Michigan National Guard
Story by Senior Airman Tristan D. Viglianco
CAMP GRAYLING, Mich.-- Northern Strike’s winter iteration exercise, known as Winter Strike, was held for the second time. After attending Northern Strike 20-2 last year, The Wisconsin National Guard’s 120th Field Artillery Regiment wanted more cold-weather, joint fires training this year at Northern Strike 21-1.
For the duration of their training, the Soldiers ate, slept and worked in the field at the Camp Grayling Maneuver Training Center. They overcame wind, snow, and single digit temperatures, which are common conditions at northern Michigan’s National All-Domain Warfighting Center in January.
“We typically don’t shoot in the winter, so Winter Strike gives us a better understanding of how to operate in the winter environment” said U.S. Army Staff Sgt. Graham McFarland, 120th FA Regt., section chief. “Learning how to operate in a cold weather environment includes living, dressing, and working with our equipment in the cold.”
Despite the conditions, the artillery unit’s mission is still the same, deliver fire support from their M119 and M777 howitzers.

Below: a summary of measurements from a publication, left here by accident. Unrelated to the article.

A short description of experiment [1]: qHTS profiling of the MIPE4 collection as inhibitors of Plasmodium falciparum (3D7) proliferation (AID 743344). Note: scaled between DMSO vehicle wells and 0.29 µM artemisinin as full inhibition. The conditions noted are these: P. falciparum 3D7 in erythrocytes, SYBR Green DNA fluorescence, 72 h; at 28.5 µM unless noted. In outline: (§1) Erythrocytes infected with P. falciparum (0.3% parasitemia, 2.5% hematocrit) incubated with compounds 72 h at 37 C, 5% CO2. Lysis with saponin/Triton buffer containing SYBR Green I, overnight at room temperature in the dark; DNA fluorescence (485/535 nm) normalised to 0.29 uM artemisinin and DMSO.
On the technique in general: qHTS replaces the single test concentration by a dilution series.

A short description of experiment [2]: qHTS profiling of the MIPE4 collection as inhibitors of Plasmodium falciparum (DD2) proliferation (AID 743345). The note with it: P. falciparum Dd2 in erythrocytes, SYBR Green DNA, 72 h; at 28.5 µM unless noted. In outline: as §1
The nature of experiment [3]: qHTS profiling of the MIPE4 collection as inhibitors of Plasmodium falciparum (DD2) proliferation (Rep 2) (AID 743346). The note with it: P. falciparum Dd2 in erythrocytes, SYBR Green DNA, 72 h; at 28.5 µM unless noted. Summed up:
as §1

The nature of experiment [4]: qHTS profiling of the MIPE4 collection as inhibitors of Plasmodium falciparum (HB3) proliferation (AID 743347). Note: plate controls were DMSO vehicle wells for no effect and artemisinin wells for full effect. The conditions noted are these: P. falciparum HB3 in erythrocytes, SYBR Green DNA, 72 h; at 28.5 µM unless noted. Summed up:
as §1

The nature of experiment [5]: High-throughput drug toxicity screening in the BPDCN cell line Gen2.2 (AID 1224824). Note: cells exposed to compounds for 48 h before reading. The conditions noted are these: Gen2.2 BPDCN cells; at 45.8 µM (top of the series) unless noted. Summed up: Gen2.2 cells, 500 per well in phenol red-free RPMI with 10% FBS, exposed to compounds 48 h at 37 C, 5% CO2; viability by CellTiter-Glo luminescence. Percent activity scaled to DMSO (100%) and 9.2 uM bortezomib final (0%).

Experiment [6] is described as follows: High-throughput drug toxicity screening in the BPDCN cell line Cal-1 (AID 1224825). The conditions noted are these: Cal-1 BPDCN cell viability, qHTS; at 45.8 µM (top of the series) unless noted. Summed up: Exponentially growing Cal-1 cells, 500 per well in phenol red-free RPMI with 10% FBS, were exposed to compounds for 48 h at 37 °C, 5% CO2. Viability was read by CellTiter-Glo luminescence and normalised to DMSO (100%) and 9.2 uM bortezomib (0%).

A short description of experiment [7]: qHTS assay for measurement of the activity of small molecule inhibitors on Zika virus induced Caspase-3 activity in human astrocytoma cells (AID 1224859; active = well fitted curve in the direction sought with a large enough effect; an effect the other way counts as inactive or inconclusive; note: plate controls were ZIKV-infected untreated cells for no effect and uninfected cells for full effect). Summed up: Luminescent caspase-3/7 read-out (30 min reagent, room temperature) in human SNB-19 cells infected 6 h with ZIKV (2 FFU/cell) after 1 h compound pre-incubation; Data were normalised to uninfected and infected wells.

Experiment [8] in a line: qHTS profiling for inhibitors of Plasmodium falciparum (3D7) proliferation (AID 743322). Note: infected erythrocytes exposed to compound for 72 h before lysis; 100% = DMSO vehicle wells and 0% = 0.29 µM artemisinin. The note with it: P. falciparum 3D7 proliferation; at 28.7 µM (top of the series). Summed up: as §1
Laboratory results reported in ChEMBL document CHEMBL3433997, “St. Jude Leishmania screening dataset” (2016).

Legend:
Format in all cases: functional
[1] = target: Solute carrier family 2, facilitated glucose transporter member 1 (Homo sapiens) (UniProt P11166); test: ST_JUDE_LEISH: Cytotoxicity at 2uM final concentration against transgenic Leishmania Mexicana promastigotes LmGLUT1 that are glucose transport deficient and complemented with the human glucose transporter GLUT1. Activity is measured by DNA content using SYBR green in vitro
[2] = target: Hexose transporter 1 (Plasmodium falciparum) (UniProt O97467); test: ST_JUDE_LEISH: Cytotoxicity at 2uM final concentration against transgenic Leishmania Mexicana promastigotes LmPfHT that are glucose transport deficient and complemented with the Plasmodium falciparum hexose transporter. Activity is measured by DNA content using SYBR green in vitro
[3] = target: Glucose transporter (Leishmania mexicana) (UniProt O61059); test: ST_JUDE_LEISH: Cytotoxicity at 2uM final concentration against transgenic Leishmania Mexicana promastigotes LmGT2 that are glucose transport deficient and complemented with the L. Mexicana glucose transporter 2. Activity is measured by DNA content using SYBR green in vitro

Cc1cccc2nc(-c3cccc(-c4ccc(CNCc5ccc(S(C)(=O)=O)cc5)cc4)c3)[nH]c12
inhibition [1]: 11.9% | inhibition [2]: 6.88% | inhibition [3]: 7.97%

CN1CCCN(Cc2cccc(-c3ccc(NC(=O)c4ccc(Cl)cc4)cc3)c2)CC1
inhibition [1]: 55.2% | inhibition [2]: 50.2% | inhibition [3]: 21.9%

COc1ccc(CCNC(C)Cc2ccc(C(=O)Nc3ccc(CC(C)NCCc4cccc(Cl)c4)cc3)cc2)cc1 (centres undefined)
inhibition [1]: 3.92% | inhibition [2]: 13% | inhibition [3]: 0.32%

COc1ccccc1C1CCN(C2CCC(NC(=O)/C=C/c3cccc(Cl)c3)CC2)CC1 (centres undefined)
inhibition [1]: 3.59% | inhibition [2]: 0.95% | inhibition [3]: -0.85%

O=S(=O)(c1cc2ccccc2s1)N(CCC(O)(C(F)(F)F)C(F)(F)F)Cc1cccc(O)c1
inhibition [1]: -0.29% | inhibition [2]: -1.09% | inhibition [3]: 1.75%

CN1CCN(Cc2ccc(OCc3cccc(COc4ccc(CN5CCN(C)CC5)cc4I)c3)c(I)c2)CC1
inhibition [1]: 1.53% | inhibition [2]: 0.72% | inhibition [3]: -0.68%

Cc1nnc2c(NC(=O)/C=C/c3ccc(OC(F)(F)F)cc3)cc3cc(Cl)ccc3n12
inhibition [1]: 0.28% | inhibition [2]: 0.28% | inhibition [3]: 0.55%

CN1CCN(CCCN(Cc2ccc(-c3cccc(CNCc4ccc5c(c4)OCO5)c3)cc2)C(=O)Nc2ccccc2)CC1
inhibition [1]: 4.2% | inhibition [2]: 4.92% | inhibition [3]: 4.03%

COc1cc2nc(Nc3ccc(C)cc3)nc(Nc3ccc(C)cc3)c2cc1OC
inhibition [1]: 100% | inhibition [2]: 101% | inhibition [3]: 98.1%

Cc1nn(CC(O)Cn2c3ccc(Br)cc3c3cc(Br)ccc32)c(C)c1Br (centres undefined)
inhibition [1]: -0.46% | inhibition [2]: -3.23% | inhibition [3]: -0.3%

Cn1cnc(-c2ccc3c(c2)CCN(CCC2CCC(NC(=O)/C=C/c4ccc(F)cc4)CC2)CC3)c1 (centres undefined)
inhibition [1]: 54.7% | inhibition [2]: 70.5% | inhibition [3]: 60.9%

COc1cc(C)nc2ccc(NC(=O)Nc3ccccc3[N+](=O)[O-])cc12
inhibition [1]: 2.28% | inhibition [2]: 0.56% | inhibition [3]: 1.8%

“The forward observers pick a target and they send that back to our fire direction center (FDC),” said McFarland. “The FDC does the calculations and sends it to the gunline. We take the round, load it up and send it down range.”
The joint environment the Northern Strike exercise series has become known for offering National Guard units the ability to enhance interoperability and better integrate their battlefield capabilities. This year the Soldiers were able to work with Marines and Airmen to integrate fire with A-10 Thunderbolts II and B-52 Stratofortresses.
“Being able to come here and do this type of training helps our Soldiers see the bigger picture,'' said Capt. Alexander Fhlug, 120th FA Regt., Alpha Battery commander. “Working with joint partners makes the training dynamic, more complex and complicated. When we get to synchronize our artillery fires with fire from the air it makes us a more lethal force.”
The benefits don’t just stop at the units who attend Winter Strike. Northern Strike exercises ensure our nation’s National Guard and Reserve forces are ready to meet the challenges outlined in the National Defense Strategy.
“Understanding capabilities and limitations increases our interoperability,” said Fhlug. “When we know how Marines, special forces, or our air partners fight we are able to increase our readiness and provide combat power to enable success.”
While it is only their second year participating in Winter Strike, the 120th FA Regt., sees it as a valuable part of their training.
“[Winter Strike] is a local opportunity to do something outside the norm,” said Fhlug. “We are able to stress our systems in the winter time. This allows us to see how we can be more effective in austere environments that can’t be matched anywhere else.”